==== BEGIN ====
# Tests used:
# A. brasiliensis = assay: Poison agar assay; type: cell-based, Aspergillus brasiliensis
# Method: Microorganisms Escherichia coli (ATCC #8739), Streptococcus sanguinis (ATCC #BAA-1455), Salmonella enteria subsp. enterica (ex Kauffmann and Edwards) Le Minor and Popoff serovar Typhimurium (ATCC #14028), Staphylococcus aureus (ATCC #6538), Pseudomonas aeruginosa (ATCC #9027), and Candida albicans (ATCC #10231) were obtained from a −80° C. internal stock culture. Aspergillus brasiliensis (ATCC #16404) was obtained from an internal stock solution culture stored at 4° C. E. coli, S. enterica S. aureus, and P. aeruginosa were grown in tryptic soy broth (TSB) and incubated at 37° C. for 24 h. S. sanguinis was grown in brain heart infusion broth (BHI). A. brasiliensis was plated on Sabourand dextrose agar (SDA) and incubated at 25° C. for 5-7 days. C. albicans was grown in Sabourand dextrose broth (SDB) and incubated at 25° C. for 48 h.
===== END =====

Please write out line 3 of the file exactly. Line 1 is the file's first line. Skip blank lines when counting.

# Method: Microorganisms Escherichia coli (ATCC #8739), Streptococcus sanguinis (ATCC #BAA-1455), Salmonella enteria subsp. enterica (ex Kauffmann and Edwards) Le Minor and Popoff serovar Typhimurium (ATCC #14028), Staphylococcus aureus (ATCC #6538), Pseudomonas aeruginosa (ATCC #9027), and Candida albicans (ATCC #10231) were obtained from a −80° C. internal stock culture. Aspergillus brasiliensis (ATCC #16404) was obtained from an internal stock solution culture stored at 4° C. E. coli, S. enterica S. aureus, and P. aeruginosa were grown in tryptic soy broth (TSB) and incubated at 37° C. for 24 h. S. sanguinis was grown in brain heart infusion broth (BHI). A. brasiliensis was plated on Sabourand dextrose agar (SDA) and incubated at 25° C. for 5-7 days. C. albicans was grown in Sabourand dextrose broth (SDB) and incubated at 25° C. for 48 h.